There is that instant when you start down the stairs of a Metro station in Paris and at the same time your look takes in the whole street with its figures and the sun and the trees, and you get the feeling that your eyes are being displaced as you go down, that at some given moment you’re seeing from waist level and then from the thighs and almost immediately from the knees, until you end up as if you’re seeing through your shoes. There’s a last second when you’re precisely at sidewalk level and the shoes of the passer-by, as if all the shoes were looking at each other, and the shiny tiles ceiling of the passageway becomes a transitional plane between the street seen at shoe level and its nocturnal adverse, which suddenly swallows up your look and sinks it into a darkness warm with stale air. Every time Helene went down into the Malesherbes station she persisted in looking at the street until the last moment, at the risk of tripping and losing her balance, prolonging an indefinite pleasure that also had something of repugnance about it in that gradual step-by-step submersion, present at the voluntary metamorphosis where daytime light and space was being wiped out until it delivered her, a daytime Iphigenia, to a realm of ridiculous little lights, a damp circulation of purses and newspapers that had been read. […]Probably that was why she went down into the Malesherbes station again, incapable of facing the sun and the foliage of the trees on the avenue, preferring the shadows, which at least placed her in a fixed itinerary, channeled her into a necessary decision: Porte del Lilas or Levallois Perret, Neuilly or Vincennes, right or left, north or south, and once within that first general decision it obliged her to choose the station where she would get off and, once in the station, forced her to choose the exit stairs that suited her best—the eve- or odd-numbered side. […] She was vaguely thinking about the city, where walking always had something passive about it, because it was inevitable and all decided, fated, if one can stoop to that fancy word. What could have happened in the city had never worried her as much as the feeling of following an itinerary where her will had little bearing, as if the topography of the city, the maze of covered streets, hotels, and streetcars would be resolved into one single, inevitable, passive course. But now that underground Paris which would also carry her for a few minutes through an unavoidable system of passages and tracks, strangely relieved her of her freedom, allowed her to remain as if within herself, distracted and at the same time concentration on those last hours in the hospital, on what had happened during those last hours. “It’s almost like being in the city,” she thought, looking at the grey curtain of cables and concrete that quivered and wavered beside the window. She was sure of only one thing now, and it was the fact that she wouldn’t go home right away…”

Labyrint

Labyrinth of the World and City of the Heart Comenius Komensky

Excerpt 6 (117-118)

“In the under-populated café, where Curros had his back to the door like a protective bulldog, they let themselves go along in silence, protected by the smoke that drove away centipedes and good-bys. That time the arcades where the women selling fish set up their stands were empty and they seemed to have been recently washed. The only thing recognizable was the perspective of the galleries and the arcades, and also the indefinable light of the city, neuter and ubiquitous. Helene knew that if  she didn’t hurry she’s be late for her appointment, but it was hard to orient herself in a district where the streets suddenly became courtyards or narrow passages between ancient houses, with vague storerooms, with no way out, where old sacks and piles of tin cans were gathered. There was nothing to do but keep on walking, keep carrying that package that was getting heavier and heavier, vaguely suggesting to herself that she ask the way of one of the passers-by who were drifting down the streets without coming close enough, who could be lost at some bend as soon as she tried to shorten the distances to ask. She would have to go along like that until the hotel appeared as it always appeared, all of a sudden, with its verandas protected by bamboo and wicker blinds, the curtains waving in a hot breeze. The street seemed to be continued in a hallway of the hotel, and with no transition one stood in front of the doors that opened into rooms with clear wallpaper that had faded pink and green stripes, ceilings with stucco and spidery moldings, and sometimes an old fan with two blades which spun slowly among flies; but every room was the antechamber of another just like it, where the only difference was in the shape or disposition of the ancient mahogany bureaus with plaster statues and empty vases, extra or missing tables, and never a bed or a washstand, rooms to cross and to go on from or sometimes to go over to a window and from a lower floor recognize the arcades that were lost in the distance and, once in a while, when one was on a higher floor, the glimmer of the distant canal or the square where the streetcars circulated silently, passing like ants coming and going in an endless walk.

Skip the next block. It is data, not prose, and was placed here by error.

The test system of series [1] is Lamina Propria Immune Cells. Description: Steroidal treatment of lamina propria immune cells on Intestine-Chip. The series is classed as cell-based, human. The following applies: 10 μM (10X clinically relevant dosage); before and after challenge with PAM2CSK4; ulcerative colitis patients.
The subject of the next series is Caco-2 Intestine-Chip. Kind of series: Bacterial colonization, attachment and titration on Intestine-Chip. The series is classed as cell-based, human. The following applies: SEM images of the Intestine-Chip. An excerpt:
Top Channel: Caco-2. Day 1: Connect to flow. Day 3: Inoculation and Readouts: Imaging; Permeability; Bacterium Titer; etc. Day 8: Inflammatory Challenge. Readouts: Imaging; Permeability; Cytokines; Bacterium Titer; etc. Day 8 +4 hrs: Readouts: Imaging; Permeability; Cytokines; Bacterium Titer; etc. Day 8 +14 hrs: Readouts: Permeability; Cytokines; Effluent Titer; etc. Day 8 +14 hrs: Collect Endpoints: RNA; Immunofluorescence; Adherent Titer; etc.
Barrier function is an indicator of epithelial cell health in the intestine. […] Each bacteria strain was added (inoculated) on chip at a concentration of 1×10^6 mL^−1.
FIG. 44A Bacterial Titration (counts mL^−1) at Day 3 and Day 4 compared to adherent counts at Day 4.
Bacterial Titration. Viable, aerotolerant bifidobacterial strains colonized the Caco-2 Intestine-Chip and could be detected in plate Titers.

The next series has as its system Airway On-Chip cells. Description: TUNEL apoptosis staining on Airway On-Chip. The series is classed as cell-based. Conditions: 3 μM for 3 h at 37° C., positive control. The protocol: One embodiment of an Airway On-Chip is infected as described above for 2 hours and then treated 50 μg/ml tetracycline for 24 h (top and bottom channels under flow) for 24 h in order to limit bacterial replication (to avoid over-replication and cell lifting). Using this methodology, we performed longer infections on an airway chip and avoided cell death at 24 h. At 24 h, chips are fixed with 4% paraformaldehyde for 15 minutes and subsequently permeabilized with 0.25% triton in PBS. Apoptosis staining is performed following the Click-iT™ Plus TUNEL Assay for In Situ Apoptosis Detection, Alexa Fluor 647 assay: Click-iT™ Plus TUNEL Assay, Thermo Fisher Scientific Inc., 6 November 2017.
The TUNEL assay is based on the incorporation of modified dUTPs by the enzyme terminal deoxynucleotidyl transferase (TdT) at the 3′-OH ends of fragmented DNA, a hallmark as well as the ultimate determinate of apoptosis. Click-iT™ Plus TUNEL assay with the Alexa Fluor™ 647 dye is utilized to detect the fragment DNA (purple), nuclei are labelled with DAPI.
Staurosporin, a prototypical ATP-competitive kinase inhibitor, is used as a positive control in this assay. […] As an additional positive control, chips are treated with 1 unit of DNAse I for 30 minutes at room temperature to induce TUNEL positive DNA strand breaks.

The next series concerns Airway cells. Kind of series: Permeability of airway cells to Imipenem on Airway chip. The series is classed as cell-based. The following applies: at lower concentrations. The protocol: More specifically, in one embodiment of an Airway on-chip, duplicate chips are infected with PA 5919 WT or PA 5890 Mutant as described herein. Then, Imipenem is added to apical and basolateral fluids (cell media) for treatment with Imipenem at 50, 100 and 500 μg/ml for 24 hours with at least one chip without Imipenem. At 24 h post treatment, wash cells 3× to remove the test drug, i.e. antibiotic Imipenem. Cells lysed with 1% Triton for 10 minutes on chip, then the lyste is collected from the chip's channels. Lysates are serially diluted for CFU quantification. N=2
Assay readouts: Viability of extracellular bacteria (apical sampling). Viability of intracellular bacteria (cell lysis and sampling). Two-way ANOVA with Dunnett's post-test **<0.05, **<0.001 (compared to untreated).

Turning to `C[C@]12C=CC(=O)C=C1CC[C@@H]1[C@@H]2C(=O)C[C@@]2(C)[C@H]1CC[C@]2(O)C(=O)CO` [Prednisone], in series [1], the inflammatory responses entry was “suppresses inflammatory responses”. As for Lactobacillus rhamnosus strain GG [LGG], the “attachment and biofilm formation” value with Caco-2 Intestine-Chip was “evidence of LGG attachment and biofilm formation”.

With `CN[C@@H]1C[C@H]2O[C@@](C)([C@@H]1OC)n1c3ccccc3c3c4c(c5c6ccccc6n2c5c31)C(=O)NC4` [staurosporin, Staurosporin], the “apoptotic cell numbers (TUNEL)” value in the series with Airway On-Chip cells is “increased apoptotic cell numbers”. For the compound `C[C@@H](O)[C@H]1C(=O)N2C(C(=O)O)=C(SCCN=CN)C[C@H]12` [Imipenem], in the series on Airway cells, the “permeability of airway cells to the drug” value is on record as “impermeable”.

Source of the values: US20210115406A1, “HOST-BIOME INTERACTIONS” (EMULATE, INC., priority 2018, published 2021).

Excerpt 7 (254)

Nicole was far away again, still weak and without any will to take part in the games, lost in contemplation of the street that headed north (but Calac no longer saw that), at the far end of which the water of the canal glimmered, a deceptive glow, because the parallel lines of columns met at the horizon and the glow might have come from one of the glass and aluminum towers and not the water in the canal; then  there was nothing to do but start walking under the arcades, choosing one sidewalk or the other for no good reason, and going block after block in the direction of the distant glow, which almost certainly must have been that of the canal at sunset. It was no use hurrying, in any case. When I got to the bank of the canal I’d feel dirty and worn out, because a person was always tired and kind of dirty in the city, and maybe that’s why they always wasted an interminable amount of time in the corridors of the hotel that led to the baths where afterwards it was impossible to bathe, because the doors were broken or there weren’t any towels, but something told me that now there wouldn’t be any hallways or elevators or toilets anymore, that for once there wouldn’t be any delays and that the street with the arcades would finally take me to the canal in the same way that the rails (but Nicole no longer saw it) were taking the train from Arcueil to Paris, and the gaudy silver strip that Osvaldo the snail was laboriously manufacturing was taking him from one side of the back rest to the other, alongside which and in light of evermore precise calculations, sporting spirits were getting aroused.